Bacardi (as early as the early 18th century, pirates in the Caribbean had been conquered by the same wild and domineering rum, hence the nickname “pirate wine”. ）In 1912, Emilio Bacardi bought a mummy while traveling in Egypt as an exhibit at the Emilio Bacardi Moro Metropolitan Museum, which will open in San Diego. The mummy is still on display. In San Diego, his brother fakundo M. Bacardi continued to run the company with Henry Shug, who set up new filling plants in Barcelona and New York and began the company’s international expansion. New York’s factories were soon closed because of alcohol bans, and Cuba became a popular tourist destination for American tourists during this period.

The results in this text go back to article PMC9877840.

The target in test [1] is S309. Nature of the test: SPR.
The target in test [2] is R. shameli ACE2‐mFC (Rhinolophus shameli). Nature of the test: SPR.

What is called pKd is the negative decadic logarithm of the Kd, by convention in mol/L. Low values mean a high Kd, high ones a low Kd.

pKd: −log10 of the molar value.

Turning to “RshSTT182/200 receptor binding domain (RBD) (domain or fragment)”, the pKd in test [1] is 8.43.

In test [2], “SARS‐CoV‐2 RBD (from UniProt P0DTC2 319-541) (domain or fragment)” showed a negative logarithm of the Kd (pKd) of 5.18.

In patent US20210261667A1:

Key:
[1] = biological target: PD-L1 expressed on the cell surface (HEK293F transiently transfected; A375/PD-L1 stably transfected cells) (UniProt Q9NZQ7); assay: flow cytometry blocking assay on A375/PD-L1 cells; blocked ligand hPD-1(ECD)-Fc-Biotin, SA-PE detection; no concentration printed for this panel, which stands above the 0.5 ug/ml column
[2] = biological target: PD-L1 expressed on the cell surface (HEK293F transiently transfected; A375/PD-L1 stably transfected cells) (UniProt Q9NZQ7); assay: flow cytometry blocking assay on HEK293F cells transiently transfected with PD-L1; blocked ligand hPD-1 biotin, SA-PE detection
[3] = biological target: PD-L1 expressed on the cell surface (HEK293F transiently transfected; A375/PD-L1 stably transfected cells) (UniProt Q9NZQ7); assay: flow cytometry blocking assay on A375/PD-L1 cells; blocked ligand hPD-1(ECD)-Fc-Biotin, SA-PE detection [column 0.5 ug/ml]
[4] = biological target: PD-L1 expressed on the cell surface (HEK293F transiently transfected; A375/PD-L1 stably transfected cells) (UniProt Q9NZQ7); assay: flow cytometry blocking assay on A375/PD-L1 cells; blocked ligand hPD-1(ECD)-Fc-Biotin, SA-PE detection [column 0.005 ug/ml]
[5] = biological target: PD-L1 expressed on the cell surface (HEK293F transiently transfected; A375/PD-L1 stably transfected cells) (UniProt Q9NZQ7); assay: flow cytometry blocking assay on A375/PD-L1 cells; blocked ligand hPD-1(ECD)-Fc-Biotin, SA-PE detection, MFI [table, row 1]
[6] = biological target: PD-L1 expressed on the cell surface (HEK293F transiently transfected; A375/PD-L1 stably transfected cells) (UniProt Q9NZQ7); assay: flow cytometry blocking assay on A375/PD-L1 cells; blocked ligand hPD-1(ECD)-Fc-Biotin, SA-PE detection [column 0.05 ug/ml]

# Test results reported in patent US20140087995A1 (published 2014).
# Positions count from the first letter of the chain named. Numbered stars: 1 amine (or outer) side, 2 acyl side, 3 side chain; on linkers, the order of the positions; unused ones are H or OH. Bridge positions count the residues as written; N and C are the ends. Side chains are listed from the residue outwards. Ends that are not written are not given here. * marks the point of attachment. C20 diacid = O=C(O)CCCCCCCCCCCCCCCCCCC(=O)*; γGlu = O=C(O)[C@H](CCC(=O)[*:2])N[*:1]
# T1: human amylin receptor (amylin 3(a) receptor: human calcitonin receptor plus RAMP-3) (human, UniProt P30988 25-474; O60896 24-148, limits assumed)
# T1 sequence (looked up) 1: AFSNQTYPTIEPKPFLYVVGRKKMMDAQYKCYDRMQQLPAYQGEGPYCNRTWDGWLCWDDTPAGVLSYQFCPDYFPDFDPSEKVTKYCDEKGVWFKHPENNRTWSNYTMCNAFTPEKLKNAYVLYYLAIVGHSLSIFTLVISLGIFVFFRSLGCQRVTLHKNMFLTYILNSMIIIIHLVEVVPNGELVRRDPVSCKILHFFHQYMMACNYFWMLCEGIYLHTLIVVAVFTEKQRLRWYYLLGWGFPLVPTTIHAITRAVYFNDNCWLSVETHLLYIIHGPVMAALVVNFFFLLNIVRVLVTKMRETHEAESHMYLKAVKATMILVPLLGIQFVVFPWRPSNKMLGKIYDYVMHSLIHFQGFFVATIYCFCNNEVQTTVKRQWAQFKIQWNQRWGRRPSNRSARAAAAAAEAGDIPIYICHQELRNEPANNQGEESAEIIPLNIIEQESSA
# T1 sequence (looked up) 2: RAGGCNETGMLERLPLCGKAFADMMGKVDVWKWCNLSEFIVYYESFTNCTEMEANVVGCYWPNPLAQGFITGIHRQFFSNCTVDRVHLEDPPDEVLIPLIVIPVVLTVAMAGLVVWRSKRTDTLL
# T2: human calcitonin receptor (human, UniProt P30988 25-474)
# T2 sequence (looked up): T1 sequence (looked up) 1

In the 1920s, Emilio opened a new winery in San Diego. In the past 10 years, Bacardi architecture with decorative art style was built in Havana, and the third generation of Bacardi family began to join the family business. Fakundo Bacardi invited Americans who were still under the control of the prohibition to “come to Cuba to bathe in Bacardi rum”. A new product, Hatuey beer, was also launched during this period.